3. A photocopying machine comprising a housing, an exposing station at the top of said housing and relatively toward one side thereof, a copy delivery station at the top of said housing adjacent said exposing station and relatively adjacent the opposite side of said housing, a paper storage safe in said housing, an exposure station in said housing, means for feeding paper from said safe to said exposure station, an optical system in said housing for projecting an image of material to be copied from said exposing station onto a surface of said paper at said exposure station, a developing station in said housing, means for feeding paper from said exposure station to said developing station with the exposed surface of said paper facing downwardly, said developing station including distributing means providing a layer of liquid toner upon which said paper rests, such that said toner is applied to the exposed surface only with the opposite surface of said paper remaining substantially dry, said toner being applied in substantial amounts to develop said exposed surface while precluding harmful engagement of said surface with said distributing means, and a relatively short reentrant path leading from said developing station to said delivery station, the means for feeding the paper along the reentrant path comprising open guides leaving the face of said paper substantially free, and further including a heat source adjacent said reentrant path and acting on said face of said paper, said copying machine further including a light source for said exposing station, and wherein said light source comprises said heat source.

4. A photocopying machine comprising a housing, an exposing station at the top of said housing and relatively toward one side thereof, a copy delivery station at the top of said housing adjacent said exposing station and relatively adjacent the 0pposite side of said housing, a paper storage safe in said housing, an exposure station in said housing, means for feeding paper from said safe to said exposure station, an optical system in said housing for projecting an image of material to be copied from said exposing station onto a surface of said paper at said exposure station, a developing station in said housing, means for feeding paper from said exposure station to said developing station with the exposed surface of said paper facing downwardly, said developing station including distributing means providing a layer of liquid toner upon which said paper rests, such that said toner is applied to the exposed surface only with the opposite surface, of said paper remaining substantially dry, said toner being applied in substantial amounts to develop said exposed surface while precluding harmful engagement of said surface with said distributing means, and a relatively short reentrant path leading from said developing station to said delivery station, said exposure station including, a vacuum chamber positioned opposite the surface of said paper to be exposed and a positive pressure chamber proximate said surface, and a fan assembly for withdrawing air from said vacuum chamber and exhausting same into said positive pressure chamber to create a pressure different which facilitates the maintaining of said paper in position during ex sure.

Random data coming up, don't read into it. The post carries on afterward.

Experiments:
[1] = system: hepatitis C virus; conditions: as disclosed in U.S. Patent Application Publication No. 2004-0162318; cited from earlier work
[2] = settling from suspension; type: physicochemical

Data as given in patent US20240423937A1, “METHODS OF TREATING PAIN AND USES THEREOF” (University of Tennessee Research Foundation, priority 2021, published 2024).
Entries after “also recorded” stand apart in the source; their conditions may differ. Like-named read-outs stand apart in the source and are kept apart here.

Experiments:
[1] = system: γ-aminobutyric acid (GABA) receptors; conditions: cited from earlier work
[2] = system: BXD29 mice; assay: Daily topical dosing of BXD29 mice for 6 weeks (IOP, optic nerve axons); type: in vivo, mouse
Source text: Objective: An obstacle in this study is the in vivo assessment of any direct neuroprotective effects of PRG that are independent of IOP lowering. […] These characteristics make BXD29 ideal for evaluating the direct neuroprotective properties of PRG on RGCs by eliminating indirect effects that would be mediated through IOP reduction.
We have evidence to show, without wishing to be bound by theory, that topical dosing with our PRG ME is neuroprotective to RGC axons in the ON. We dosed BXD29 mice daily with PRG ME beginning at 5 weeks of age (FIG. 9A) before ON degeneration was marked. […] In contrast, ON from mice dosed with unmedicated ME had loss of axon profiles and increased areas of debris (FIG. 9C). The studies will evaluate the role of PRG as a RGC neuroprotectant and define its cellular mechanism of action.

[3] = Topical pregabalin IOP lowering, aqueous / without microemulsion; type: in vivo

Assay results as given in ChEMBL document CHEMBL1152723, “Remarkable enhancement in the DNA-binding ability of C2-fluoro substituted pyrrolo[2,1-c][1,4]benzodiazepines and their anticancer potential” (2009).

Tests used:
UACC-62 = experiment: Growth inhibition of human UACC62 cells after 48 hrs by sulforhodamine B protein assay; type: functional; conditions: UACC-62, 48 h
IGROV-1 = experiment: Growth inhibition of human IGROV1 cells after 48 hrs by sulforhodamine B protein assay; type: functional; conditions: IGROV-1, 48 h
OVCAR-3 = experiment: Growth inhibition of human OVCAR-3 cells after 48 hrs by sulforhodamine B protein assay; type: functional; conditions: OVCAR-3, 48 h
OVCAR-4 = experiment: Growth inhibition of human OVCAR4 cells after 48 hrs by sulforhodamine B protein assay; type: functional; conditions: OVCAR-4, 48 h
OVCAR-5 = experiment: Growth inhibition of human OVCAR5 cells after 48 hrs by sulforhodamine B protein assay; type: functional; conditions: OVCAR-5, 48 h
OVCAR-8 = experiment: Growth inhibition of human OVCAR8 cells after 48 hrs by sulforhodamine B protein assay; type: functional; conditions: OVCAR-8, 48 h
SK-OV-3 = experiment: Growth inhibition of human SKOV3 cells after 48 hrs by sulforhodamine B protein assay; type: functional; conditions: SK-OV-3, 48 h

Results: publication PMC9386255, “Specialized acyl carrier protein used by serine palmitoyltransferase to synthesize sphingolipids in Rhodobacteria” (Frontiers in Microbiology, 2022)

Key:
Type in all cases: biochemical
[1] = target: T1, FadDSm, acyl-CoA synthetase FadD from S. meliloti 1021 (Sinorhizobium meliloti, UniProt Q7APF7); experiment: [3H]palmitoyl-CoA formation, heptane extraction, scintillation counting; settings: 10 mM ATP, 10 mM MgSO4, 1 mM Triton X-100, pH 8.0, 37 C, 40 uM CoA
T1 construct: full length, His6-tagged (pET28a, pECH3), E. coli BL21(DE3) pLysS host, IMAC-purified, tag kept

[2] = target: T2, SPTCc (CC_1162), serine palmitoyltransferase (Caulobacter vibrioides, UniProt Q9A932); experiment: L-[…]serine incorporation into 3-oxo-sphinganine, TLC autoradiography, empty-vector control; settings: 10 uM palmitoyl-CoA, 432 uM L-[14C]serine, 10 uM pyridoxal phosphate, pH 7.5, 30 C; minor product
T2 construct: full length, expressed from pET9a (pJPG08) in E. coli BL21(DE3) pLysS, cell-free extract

5. A photocopying machine particularly for books comprising a housing, an exposing station at the top of said housing and relatively toward one side thereof, a copy delivery station at the top of said housing adjacent said exposing station and relatively adjacent the opposite side of said housing, a paper storage safe in said housing, an exposure station in said housing, means for feeding paper from said safe to said exposure station, an optical system in said housing for projecting an image of material to be copied from said exposing station onto a surface of said paper at said exposure station, a developing station in said housing, means for feeding paper from said exposure station to said developing station with the exposed surface of said paper facing downwardly, said developing station including distributing means providing a layer of liquid toner, such that said toner is applied to the exposed surface only with the opposite surface of said paper remaining substantially dry, said toner being applied in substantial amounts to develop said exposed surface while precluding harmful engagement of said surface with said distributing means, and a relatively short path leading from said developing station to said delivery station, said exposing station including substantially horizontal support means for receiving one page and the corresponding side of a book, said housing further including a supporting surface extending diagonally downward from said exposing station horizontal support means for receiving the facing page and corresponding opposite side of a book, and an upwardprojecting blade supported between said exposing station horizontal support means and said diagonally downward-supporting surface and adapted to be received in the binding of a book to insure proper positioning and support of a book.

Patent Citations
Cited PatentFiling datePublication dateApplicantTitle
US3395610 *May 11, 1965Aug 6, 1968American Photocopy Equip CoElectrostatic copying machine for books and the like
US3397627 *May 21, 1965Aug 20, 1968Addressograph MultigraphPhotoelectrostatic copying machine
US3416860 *Jun 11, 1965Dec 17, 1968Scm CorpElectrostatic printer
US3447870 *Apr 19, 1966Jun 3, 1969Lumoprint Zindler KgApparatus for producing copies
Referenced by
Citing PatentFiling datePublication dateApplicantTitle
US5053819 *Mar 23, 1989Oct 1, 1991Select Information Systems LimitedCopier with improved platen for books to be copied
US6313954Feb 28, 2000Nov 6, 2001Charles C. TaiCorrective lens for copying books
US6665128Jul 23, 2002Dec 16, 2003Charles C. TaiCorrective lens for copying books
Classifications
U.S. Classification399/246, 399/362
International ClassificationG03G15/26, G03G15/00
Cooperative ClassificationG03G15/26
European ClassificationG03G15/26